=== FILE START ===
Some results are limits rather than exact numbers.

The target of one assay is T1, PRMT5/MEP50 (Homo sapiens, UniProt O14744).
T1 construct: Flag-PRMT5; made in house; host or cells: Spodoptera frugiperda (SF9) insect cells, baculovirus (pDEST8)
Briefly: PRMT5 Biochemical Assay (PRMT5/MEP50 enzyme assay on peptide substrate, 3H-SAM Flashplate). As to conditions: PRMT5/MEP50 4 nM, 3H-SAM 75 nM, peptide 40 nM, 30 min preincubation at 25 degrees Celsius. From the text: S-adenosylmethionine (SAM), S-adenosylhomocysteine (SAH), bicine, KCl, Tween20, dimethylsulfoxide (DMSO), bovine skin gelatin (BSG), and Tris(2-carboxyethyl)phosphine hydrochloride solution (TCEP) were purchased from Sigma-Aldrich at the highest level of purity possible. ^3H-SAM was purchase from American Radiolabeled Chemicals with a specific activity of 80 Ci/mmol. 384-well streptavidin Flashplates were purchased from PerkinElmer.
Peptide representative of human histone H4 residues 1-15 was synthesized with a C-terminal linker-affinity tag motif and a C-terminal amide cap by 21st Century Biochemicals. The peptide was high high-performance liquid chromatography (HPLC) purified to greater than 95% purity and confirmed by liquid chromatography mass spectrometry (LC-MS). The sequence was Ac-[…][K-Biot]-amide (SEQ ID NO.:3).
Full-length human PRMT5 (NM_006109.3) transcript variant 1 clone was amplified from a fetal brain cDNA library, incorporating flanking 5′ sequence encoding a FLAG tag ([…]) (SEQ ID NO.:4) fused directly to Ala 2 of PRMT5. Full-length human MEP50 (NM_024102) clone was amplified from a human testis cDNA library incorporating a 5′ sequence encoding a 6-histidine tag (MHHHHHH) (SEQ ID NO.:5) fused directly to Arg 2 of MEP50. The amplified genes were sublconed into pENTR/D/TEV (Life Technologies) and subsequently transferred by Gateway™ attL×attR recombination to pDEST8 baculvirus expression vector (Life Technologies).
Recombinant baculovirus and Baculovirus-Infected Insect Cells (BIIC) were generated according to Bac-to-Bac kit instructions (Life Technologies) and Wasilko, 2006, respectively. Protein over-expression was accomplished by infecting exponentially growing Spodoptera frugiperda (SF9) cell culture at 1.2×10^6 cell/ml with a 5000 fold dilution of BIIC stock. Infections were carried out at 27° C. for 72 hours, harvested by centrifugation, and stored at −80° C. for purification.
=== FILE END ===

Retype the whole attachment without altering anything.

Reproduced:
Some results are limits rather than exact numbers.

The target of one assay is T1, PRMT5/MEP50 (Homo sapiens, UniProt O14744).
T1 construct: Flag-PRMT5; made in house; host or cells: Spodoptera frugiperda (SF9) insect cells, baculovirus (pDEST8)
Briefly: PRMT5 Biochemical Assay (PRMT5/MEP50 enzyme assay on peptide substrate, 3H-SAM Flashplate). As to conditions: PRMT5/MEP50 4 nM, 3H-SAM 75 nM, peptide 40 nM, 30 min preincubation at 25 degrees Celsius. From the text: S-adenosylmethionine (SAM), S-adenosylhomocysteine (SAH), bicine, KCl, Tween20, dimethylsulfoxide (DMSO), bovine skin gelatin (BSG), and Tris(2-carboxyethyl)phosphine hydrochloride solution (TCEP) were purchased from Sigma-Aldrich at the highest level of purity possible. ^3H-SAM was purchase from American Radiolabeled Chemicals with a specific activity of 80 Ci/mmol. 384-well streptavidin Flashplates were purchased from PerkinElmer.
Peptide representative of human histone H4 residues 1-15 was synthesized with a C-terminal linker-affinity tag motif and a C-terminal amide cap by 21st Century Biochemicals. The peptide was high high-performance liquid chromatography (HPLC) purified to greater than 95% purity and confirmed by liquid chromatography mass spectrometry (LC-MS). The sequence was Ac-[…][K-Biot]-amide (SEQ ID NO.:3).
Full-length human PRMT5 (NM_006109.3) transcript variant 1 clone was amplified from a fetal brain cDNA library, incorporating flanking 5′ sequence encoding a FLAG tag ([…]) (SEQ ID NO.:4) fused directly to Ala 2 of PRMT5. Full-length human MEP50 (NM_024102) clone was amplified from a human testis cDNA library incorporating a 5′ sequence encoding a 6-histidine tag (MHHHHHH) (SEQ ID NO.:5) fused directly to Arg 2 of MEP50. The amplified genes were sublconed into pENTR/D/TEV (Life Technologies) and subsequently transferred by Gateway™ attL×attR recombination to pDEST8 baculvirus expression vector (Life Technologies).
Recombinant baculovirus and Baculovirus-Infected Insect Cells (BIIC) were generated according to Bac-to-Bac kit instructions (Life Technologies) and Wasilko, 2006, respectively. Protein over-expression was accomplished by infecting exponentially growing Spodoptera frugiperda (SF9) cell culture at 1.2×10^6 cell/ml with a 5000 fold dilution of BIIC stock. Infections were carried out at 27° C. for 72 hours, harvested by centrifugation, and stored at −80° C. for purification.